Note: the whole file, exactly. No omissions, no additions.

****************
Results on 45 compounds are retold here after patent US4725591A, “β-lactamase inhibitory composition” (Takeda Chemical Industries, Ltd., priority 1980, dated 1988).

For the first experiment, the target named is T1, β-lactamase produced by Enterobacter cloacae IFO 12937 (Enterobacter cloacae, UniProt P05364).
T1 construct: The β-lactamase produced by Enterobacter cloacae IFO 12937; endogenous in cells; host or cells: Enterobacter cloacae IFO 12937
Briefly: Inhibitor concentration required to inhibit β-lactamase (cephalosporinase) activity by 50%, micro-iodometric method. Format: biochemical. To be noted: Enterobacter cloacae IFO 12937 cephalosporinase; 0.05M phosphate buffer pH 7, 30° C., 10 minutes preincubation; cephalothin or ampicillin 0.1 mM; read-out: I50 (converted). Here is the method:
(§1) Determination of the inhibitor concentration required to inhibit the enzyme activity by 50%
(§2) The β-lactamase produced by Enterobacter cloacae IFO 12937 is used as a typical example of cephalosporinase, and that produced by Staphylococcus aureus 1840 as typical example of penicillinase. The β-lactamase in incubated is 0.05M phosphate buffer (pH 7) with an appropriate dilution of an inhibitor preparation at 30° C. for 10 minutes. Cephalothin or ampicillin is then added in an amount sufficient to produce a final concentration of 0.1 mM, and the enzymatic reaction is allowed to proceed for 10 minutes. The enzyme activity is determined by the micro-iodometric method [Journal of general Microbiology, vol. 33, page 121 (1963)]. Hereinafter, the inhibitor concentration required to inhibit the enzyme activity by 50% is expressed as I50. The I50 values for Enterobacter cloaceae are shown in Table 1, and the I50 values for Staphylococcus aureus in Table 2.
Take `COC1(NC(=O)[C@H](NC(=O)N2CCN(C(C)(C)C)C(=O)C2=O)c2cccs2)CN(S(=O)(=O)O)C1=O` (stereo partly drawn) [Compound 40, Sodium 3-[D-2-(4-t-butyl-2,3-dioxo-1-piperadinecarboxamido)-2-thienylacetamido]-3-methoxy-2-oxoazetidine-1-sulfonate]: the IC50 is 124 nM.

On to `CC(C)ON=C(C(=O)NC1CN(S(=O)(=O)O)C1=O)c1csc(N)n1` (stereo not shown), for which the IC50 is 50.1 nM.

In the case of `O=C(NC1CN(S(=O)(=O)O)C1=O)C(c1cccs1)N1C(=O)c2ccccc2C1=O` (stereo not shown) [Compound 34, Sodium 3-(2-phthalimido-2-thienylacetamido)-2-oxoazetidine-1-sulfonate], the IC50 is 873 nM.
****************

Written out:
Results on 45 compounds are retold here after patent US4725591A, “β-lactamase inhibitory composition” (Takeda Chemical Industries, Ltd., priority 1980, dated 1988).

For the first experiment, the target named is T1, β-lactamase produced by Enterobacter cloacae IFO 12937 (Enterobacter cloacae, UniProt P05364).
T1 construct: The β-lactamase produced by Enterobacter cloacae IFO 12937; endogenous in cells; host or cells: Enterobacter cloacae IFO 12937
Briefly: Inhibitor concentration required to inhibit β-lactamase (cephalosporinase) activity by 50%, micro-iodometric method. Format: biochemical. To be noted: Enterobacter cloacae IFO 12937 cephalosporinase; 0.05M phosphate buffer pH 7, 30° C., 10 minutes preincubation; cephalothin or ampicillin 0.1 mM; read-out: I50 (converted). Here is the method:
(§1) Determination of the inhibitor concentration required to inhibit the enzyme activity by 50%
(§2) The β-lactamase produced by Enterobacter cloacae IFO 12937 is used as a typical example of cephalosporinase, and that produced by Staphylococcus aureus 1840 as typical example of penicillinase. The β-lactamase in incubated is 0.05M phosphate buffer (pH 7) with an appropriate dilution of an inhibitor preparation at 30° C. for 10 minutes. Cephalothin or ampicillin is then added in an amount sufficient to produce a final concentration of 0.1 mM, and the enzymatic reaction is allowed to proceed for 10 minutes. The enzyme activity is determined by the micro-iodometric method [Journal of general Microbiology, vol. 33, page 121 (1963)]. Hereinafter, the inhibitor concentration required to inhibit the enzyme activity by 50% is expressed as I50. The I50 values for Enterobacter cloaceae are shown in Table 1, and the I50 values for Staphylococcus aureus in Table 2.
Take `COC1(NC(=O)[C@H](NC(=O)N2CCN(C(C)(C)C)C(=O)C2=O)c2cccs2)CN(S(=O)(=O)O)C1=O` (stereo partly drawn) [Compound 40, Sodium 3-[D-2-(4-t-butyl-2,3-dioxo-1-piperadinecarboxamido)-2-thienylacetamido]-3-methoxy-2-oxoazetidine-1-sulfonate]: the IC50 is 124 nM.

On to `CC(C)ON=C(C(=O)NC1CN(S(=O)(=O)O)C1=O)c1csc(N)n1` (stereo not shown), for which the IC50 is 50.1 nM.

In the case of `O=C(NC1CN(S(=O)(=O)O)C1=O)C(c1cccs1)N1C(=O)c2ccccc2C1=O` (stereo not shown) [Compound 34, Sodium 3-(2-phthalimido-2-thienylacetamido)-2-oxoazetidine-1-sulfonate], the IC50 is 873 nM.